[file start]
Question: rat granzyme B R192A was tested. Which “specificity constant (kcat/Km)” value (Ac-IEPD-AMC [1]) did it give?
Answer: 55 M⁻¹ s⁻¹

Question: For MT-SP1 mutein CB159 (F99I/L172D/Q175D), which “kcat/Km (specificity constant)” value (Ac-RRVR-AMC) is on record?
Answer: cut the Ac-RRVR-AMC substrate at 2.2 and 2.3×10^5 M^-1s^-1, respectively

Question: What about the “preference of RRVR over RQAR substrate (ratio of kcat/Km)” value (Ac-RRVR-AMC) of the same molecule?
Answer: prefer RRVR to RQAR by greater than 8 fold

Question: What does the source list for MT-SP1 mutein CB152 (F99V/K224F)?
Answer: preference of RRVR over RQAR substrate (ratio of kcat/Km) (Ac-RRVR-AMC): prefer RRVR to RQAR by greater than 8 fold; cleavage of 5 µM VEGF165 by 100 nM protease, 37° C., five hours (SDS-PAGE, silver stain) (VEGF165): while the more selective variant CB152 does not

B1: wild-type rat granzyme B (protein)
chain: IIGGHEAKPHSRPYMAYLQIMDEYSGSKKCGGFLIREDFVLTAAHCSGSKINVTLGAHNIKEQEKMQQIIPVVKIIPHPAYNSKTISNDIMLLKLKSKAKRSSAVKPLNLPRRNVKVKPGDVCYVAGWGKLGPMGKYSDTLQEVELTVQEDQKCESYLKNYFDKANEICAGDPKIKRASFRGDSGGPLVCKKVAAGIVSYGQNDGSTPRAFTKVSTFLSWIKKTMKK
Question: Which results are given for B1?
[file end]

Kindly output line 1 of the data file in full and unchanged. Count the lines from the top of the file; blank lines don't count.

Question: rat granzyme B R192A was tested. Which “specificity constant (kcat/Km)” value (Ac-IEPD-AMC [1]) did it give?